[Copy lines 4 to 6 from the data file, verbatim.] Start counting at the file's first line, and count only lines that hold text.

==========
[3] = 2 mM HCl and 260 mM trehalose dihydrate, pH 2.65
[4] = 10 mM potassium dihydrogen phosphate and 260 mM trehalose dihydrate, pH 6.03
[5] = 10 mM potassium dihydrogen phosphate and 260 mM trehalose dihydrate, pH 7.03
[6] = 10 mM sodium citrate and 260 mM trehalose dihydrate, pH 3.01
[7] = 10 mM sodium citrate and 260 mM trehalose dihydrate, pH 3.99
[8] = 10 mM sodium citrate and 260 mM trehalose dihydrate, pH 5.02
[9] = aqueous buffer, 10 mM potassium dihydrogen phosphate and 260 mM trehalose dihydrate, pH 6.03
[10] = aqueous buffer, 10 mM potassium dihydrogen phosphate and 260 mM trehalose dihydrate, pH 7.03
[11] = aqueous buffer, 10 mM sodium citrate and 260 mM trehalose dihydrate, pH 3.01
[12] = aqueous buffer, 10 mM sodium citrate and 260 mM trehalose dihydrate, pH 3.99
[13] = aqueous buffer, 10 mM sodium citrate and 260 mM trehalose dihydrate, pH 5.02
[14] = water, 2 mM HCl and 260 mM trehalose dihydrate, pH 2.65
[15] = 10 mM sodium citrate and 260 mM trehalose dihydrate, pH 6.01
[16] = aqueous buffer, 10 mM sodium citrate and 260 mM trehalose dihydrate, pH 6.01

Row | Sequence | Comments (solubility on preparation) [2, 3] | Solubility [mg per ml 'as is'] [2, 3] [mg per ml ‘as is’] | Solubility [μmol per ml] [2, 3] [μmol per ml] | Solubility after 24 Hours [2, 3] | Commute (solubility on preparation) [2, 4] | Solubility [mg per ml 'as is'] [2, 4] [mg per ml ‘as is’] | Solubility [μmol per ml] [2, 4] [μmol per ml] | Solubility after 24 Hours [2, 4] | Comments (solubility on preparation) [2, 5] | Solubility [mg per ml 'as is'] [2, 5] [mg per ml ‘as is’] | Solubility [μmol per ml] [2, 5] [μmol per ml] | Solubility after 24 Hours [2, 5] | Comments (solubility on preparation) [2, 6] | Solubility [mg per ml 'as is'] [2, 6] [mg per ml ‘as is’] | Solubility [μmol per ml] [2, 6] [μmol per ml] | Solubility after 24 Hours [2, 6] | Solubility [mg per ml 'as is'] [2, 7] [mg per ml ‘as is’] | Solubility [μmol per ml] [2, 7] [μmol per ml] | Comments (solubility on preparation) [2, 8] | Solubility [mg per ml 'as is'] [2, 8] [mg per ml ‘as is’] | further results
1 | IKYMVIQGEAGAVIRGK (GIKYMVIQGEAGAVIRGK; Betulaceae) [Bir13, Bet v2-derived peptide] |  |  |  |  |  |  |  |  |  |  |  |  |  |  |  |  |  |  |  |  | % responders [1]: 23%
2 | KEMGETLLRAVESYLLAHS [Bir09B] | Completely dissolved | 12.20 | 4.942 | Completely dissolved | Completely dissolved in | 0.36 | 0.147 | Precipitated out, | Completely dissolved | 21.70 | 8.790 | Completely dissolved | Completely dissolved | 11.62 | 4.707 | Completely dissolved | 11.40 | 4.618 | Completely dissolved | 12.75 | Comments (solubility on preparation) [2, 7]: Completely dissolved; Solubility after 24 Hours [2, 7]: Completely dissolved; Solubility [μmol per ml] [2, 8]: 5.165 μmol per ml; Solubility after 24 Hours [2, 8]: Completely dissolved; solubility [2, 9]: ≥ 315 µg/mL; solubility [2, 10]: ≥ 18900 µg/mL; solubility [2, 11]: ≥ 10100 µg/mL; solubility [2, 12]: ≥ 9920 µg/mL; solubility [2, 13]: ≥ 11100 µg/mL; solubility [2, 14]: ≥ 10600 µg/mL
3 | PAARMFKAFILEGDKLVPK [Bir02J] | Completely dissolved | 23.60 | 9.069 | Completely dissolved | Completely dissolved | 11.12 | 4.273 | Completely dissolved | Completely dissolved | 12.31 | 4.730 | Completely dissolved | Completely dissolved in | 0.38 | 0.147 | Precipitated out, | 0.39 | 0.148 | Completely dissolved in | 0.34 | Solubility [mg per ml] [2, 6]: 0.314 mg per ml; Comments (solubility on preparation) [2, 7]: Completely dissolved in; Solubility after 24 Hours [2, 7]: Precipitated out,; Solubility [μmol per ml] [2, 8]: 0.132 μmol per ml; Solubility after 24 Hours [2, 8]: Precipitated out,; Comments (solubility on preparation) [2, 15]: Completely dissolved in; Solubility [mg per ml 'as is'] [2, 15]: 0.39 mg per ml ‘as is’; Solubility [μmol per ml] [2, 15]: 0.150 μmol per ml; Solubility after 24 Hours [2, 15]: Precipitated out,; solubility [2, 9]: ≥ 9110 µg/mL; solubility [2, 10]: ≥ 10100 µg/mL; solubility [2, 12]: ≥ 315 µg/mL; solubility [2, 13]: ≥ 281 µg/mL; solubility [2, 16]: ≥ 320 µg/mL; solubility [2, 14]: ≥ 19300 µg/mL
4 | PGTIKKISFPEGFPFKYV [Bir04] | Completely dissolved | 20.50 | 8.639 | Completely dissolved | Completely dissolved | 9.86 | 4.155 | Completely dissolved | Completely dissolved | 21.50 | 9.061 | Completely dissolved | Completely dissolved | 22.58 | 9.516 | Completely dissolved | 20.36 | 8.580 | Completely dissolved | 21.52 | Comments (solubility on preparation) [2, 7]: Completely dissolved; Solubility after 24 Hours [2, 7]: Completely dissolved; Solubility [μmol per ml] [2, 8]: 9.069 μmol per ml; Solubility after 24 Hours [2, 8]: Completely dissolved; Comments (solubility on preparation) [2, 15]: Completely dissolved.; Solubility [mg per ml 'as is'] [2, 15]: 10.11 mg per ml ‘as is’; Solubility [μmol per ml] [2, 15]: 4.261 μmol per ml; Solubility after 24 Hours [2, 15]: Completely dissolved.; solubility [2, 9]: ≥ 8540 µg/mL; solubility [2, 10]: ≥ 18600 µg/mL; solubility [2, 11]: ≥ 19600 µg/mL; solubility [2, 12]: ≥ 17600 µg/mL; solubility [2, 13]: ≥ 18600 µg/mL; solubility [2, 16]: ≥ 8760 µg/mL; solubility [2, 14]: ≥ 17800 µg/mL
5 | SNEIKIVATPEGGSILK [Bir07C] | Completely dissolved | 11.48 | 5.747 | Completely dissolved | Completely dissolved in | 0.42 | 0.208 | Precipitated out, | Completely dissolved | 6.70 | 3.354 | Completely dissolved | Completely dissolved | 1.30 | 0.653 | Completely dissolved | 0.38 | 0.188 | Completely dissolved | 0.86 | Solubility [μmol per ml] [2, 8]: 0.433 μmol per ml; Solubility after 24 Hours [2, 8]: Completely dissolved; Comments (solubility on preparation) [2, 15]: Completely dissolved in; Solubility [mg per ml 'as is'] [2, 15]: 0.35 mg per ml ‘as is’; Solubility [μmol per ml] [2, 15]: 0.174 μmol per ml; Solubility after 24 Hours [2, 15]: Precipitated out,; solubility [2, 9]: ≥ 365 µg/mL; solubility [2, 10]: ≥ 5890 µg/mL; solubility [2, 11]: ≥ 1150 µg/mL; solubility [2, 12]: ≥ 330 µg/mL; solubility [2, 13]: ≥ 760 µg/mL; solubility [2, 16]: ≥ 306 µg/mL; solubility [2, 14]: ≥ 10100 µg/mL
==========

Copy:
[6] = 10 mM sodium citrate and 260 mM trehalose dihydrate, pH 3.01
[7] = 10 mM sodium citrate and 260 mM trehalose dihydrate, pH 3.99
[8] = 10 mM sodium citrate and 260 mM trehalose dihydrate, pH 5.02